Rule 10b-5 and its statutory forebear, Section 10, rank first among equals in punishing and deterring securities fraud. 17 C.F.R. §240.10b-5 and 15 U.S.C. §78(j), respectively. The first of this three-part series exposited Janus Capital Group, Inc. v. First Derivative Traders, 564 U.S. 135 (2011), which defines who “makes” a misrepresentation or omission in violation of the regulation.

“Scheme” liability, as explicated by the Supreme Court in Lorenzo v. S.E.C., 587 U.S. ___, 139 S. Ct. 1094 (2019), shall be the focus of this article, an essential precursor to our final installment analyzing S.E.C. v. Rio Tinto PLC, 41 F.4th 47 (2022), the Second Circuit’s most recent extrapolation of both high court landmarks.


Lorenzo’s facts are in equal part prosaic and novel. The petitioner, Francis Lorenzo, was a self-described vice president of investment banking at a small, New York City-based broker/dealer. Retained to market some $15 million in unsecured debentures for a client in the waste-to-energy business, Lorenzo was skeptical of the entity’s stated $14 million valuation, particularly since over two-thirds of that amount was attributed to intellectual property. He proved to be prescient.

Within a few months, the client made a public disclosure that its intellectual property was worthless, and its total assets now amounted to less than $400,000. Notwithstanding that revelation, Lorenzo subsequently transmitted, under his own name, and as the head of the broker/dealer’s investment banking unit, two emails to prospective purchasers of the debt instruments, wherein he explicitly represented—or, better said, misrepresented—that the client owned $10 million of self-described “confirmed” assets. The petitioner’s communiques not only failed to disclose the massive writedown, they even went as far as to invite recipients to call Lorenzo with any questions.

In a subsequent Securities and Exchange Commission action, the investment banker defended on the grounds that his boss (whose name never appears in the high court’s opinion) ordered him to send the emails, supplied their content, and gave the final approval for their transmission.

Lorenzo contended that he had therefore not violated either Rule 10b-5’s prohibition against “making” false statements or its proscription for “scheming” to defraud, since he failed to meet the Janus definition of the “maker” of a misstatement.

Not a ‘Maker’ But a ‘Schemer’

From the outset, Justice Stephen Breyer made it plain that the task before the high court was to determine “whether someone who is not a ‘maker’ of a misstatement under Janus can nevertheless be found to have violated the other subsections of Rule 10b-5…when the only conduct involved concerns a misstatement.”

The majority commenced with a summary recitation of the relevant components of the regulation, a scant mention of its statutory provenance, Section 10, and, pertinent to the matter at hand, called attention to Rule 10b-5’s close cousin, Section 17 of the Securities Act of 1933, which bars deceit in connection with stock offerings. See 15 U.S.C. §77q.

After positing that it had scrutinized both the statutory text and its own precedents, and furthermore contemplated the goals of the federal securities laws, the Supreme Court proclaimed that, while a disseminator does not “make” a misrepresentation, and therefore falls outside the ambit of that subpart of Rule 10b-5, the malefactor can nevertheless be held accountable for defying one or more of the other subsections of that same regulatory edict. The high bench then explaining the three foundation stones underlying its holding.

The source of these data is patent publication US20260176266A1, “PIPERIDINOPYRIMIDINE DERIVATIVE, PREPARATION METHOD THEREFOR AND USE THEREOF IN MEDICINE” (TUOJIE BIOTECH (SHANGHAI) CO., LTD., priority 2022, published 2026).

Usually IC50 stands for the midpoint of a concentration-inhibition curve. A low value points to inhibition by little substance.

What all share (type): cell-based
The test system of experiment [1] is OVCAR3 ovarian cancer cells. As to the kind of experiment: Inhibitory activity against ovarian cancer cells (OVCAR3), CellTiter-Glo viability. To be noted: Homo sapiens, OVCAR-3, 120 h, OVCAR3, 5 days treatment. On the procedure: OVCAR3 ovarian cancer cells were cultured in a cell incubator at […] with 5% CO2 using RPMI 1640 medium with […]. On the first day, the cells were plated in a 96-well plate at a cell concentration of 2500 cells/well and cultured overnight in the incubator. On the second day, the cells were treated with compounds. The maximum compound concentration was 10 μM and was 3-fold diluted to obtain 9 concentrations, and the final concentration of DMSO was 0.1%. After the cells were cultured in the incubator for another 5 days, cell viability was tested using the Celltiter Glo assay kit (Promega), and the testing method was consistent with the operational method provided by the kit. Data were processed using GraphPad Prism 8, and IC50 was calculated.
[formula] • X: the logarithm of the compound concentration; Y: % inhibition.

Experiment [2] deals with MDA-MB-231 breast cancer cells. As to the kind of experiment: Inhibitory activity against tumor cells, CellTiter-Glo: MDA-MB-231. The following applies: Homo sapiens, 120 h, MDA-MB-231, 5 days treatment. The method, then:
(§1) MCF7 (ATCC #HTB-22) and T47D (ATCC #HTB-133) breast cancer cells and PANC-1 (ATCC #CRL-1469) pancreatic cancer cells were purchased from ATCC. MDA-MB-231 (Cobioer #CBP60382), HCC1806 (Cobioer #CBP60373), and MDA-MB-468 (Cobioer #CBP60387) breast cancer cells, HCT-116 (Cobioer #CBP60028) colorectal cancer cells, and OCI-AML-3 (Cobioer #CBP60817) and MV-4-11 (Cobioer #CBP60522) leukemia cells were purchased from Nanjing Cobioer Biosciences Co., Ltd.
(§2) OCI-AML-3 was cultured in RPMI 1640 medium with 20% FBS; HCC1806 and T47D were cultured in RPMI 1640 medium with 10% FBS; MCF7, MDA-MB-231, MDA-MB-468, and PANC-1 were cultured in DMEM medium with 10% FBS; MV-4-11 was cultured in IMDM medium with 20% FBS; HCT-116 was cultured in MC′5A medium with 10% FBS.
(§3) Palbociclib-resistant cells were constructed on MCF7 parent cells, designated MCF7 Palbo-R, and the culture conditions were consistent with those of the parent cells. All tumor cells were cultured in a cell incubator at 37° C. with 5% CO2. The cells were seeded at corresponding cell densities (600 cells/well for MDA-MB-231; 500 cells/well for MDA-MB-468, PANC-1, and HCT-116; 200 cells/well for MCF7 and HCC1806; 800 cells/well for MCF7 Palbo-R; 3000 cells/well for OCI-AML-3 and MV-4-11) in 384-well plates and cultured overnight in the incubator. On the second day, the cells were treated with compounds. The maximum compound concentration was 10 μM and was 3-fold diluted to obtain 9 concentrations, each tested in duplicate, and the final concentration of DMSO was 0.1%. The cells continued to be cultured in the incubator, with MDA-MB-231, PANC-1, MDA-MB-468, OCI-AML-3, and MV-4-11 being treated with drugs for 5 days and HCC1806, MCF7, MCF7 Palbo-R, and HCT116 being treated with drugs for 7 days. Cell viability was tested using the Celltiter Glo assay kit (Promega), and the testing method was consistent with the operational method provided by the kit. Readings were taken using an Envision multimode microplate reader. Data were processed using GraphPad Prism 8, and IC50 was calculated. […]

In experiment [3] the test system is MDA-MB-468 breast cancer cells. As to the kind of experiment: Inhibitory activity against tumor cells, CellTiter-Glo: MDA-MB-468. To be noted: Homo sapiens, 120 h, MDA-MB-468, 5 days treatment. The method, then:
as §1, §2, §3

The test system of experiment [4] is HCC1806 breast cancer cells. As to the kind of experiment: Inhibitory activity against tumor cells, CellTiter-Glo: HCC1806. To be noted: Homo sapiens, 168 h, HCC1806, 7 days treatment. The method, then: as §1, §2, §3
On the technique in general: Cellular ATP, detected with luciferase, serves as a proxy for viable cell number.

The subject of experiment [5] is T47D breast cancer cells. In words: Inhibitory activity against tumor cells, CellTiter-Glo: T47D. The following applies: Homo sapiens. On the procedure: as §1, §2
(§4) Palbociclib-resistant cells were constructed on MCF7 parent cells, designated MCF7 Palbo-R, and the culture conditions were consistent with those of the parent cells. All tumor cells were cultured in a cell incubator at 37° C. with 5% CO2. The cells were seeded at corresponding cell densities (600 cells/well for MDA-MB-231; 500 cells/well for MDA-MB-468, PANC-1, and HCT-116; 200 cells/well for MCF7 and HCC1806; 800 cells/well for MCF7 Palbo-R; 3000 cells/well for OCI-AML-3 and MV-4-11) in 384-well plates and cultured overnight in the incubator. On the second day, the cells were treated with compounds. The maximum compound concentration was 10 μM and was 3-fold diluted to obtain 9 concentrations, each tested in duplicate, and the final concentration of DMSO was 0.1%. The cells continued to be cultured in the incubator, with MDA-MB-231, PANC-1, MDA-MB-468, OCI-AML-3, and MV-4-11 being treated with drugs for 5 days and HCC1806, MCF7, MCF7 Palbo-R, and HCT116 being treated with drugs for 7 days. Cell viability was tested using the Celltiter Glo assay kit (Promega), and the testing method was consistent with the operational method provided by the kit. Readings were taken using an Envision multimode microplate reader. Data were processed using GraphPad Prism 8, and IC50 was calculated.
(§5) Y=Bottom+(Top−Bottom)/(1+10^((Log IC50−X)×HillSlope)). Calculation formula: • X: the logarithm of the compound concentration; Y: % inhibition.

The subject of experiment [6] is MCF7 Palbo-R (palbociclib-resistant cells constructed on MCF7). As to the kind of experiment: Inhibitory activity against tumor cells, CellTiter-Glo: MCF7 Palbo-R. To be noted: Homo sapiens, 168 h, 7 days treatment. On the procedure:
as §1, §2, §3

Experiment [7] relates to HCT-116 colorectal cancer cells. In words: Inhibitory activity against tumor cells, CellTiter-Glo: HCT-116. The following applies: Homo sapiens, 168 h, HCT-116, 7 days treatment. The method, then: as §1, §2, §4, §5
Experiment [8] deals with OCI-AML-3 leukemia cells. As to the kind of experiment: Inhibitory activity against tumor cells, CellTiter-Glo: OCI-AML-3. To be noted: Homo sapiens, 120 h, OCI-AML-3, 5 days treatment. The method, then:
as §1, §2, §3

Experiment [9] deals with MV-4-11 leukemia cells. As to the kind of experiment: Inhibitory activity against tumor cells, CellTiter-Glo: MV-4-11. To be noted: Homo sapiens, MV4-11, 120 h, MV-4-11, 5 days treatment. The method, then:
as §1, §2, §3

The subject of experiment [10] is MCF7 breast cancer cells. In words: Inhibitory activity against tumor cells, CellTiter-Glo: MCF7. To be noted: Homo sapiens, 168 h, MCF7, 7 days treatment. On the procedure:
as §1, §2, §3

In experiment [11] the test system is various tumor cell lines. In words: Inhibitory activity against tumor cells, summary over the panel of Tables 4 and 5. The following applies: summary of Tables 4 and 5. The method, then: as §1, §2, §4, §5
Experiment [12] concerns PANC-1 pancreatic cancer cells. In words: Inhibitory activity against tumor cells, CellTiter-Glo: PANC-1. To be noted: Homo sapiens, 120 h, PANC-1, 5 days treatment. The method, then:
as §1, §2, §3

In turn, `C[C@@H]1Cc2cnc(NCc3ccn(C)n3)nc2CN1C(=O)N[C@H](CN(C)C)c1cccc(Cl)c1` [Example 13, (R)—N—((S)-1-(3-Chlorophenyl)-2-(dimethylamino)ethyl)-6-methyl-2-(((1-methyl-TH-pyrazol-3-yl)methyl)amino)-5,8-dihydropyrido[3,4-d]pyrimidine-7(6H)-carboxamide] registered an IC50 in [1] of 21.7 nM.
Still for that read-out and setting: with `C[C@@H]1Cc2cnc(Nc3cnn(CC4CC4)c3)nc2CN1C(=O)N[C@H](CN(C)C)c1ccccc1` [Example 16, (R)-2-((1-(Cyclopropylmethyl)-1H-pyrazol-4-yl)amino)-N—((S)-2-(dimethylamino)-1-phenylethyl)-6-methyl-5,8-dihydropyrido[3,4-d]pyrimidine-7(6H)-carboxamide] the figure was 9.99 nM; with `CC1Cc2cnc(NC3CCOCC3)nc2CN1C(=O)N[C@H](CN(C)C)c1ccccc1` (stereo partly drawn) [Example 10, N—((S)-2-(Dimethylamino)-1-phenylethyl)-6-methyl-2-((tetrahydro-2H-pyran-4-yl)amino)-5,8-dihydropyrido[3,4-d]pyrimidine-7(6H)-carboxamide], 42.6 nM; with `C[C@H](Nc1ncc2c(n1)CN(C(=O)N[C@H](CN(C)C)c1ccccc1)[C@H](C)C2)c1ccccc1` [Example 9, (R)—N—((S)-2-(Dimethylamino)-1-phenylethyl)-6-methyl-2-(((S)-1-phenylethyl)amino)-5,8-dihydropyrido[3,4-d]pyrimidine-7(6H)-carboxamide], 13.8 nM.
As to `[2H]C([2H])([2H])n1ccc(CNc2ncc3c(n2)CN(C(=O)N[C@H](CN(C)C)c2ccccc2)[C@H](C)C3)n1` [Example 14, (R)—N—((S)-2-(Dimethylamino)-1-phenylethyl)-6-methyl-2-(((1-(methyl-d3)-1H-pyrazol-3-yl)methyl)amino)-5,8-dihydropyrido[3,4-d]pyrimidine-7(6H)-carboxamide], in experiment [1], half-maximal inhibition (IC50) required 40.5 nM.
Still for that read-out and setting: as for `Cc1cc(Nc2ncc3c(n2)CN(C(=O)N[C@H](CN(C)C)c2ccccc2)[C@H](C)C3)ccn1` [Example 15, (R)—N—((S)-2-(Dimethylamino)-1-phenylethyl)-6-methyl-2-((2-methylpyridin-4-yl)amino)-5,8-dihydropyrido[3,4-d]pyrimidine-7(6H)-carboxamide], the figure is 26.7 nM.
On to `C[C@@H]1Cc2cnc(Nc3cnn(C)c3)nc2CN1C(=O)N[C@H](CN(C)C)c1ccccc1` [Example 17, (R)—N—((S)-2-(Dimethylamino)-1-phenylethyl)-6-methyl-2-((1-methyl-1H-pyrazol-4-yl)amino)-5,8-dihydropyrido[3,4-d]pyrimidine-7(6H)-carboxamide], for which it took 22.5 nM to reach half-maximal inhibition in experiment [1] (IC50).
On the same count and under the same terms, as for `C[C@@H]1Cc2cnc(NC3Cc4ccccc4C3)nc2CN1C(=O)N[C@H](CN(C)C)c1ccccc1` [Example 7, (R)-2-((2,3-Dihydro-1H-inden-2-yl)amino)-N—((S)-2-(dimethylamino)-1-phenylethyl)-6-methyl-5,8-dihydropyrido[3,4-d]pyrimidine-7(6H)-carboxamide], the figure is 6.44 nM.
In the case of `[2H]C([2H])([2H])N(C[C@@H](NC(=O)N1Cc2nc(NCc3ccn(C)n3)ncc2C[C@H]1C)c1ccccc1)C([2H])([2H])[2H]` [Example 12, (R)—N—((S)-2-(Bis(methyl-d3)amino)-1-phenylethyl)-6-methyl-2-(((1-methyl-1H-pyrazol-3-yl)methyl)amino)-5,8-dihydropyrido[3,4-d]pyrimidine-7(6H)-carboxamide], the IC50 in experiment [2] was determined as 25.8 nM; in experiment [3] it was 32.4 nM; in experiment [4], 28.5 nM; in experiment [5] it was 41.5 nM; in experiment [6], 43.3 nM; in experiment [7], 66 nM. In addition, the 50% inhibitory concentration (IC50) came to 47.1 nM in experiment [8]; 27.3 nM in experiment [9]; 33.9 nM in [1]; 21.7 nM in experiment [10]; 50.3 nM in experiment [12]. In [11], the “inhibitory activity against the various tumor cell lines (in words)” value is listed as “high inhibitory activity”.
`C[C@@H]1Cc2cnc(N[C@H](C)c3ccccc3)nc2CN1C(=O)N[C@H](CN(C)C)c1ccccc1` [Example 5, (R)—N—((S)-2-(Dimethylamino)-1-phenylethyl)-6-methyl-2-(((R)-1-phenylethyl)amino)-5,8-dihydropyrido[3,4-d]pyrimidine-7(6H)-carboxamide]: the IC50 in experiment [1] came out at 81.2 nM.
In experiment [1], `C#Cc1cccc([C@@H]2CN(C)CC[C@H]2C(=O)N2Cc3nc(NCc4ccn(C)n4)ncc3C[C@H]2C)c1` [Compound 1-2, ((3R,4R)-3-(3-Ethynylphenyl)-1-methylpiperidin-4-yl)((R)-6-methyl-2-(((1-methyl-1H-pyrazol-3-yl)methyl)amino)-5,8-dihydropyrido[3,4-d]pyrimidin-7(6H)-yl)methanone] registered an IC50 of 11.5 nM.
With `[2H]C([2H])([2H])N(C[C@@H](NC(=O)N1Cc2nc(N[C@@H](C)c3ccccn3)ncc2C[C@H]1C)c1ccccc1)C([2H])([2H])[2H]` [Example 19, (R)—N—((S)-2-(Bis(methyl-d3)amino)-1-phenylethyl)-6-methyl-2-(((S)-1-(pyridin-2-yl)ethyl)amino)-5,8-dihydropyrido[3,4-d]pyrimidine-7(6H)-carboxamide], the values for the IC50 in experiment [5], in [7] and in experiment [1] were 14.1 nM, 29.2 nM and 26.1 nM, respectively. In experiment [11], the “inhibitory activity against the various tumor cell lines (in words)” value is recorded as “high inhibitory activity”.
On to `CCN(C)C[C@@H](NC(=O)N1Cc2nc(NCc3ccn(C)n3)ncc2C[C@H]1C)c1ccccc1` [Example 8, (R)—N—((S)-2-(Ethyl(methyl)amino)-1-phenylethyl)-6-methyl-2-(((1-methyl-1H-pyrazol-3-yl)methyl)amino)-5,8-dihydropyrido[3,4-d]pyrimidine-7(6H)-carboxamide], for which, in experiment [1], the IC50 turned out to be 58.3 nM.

First, Justice Breyer dignified the plain meaning of Rule 10b-5, declaring it obvious that its language was “sufficiently broad” to encompass deceitful actions other than strictly “making” fraudulent statements. Apropos to the case at bar, the supreme tribunal emphasized that Lorenzo schemed, in the literal sense, when he transmitted emails he knew to contain falsehoods.

Second, and reminiscent of its direct predecessor Janus (not to mention a legion of other high court standard bearers), Lorenzo found that common dictionary definitions only strengthened the foregoing conclusion.

Call it a scheme, an artifice, a device or whatever one pleases, yet the salient fact remains that the actions attendant to perpetuating untruths easily fall within any or all of the deceptions catalogued above.

Third, the majority affirmed that Rule 10b-5’s anti-fraud provisos “capture a wide range of conduct.” While applying them in “borderline cases” might compel “narrowing their reach,” the case at bar raised no such concerns.

By way of illustration, Breyer speculated that, while it might be “inappropriate” to rule that a clerk “makes” a misrepresentation merely by mailing out another’s falsities, in contradistinction the petitioner now before the high bench willfully transmitted misleading information directly to potential investors, welcomed further inquiries, and did so as his employer’s head of investment banking.

Rule 10b-5’s Overlap

In addition to arguing that only those who actually “make” untrue statements run afoul of the pertinent component of Rule 10b-5, Lorenzo also asserted that the regulation’s adjacent subparagraph barring deceptive schemes is applicable only to wrongdoing other than misstatements.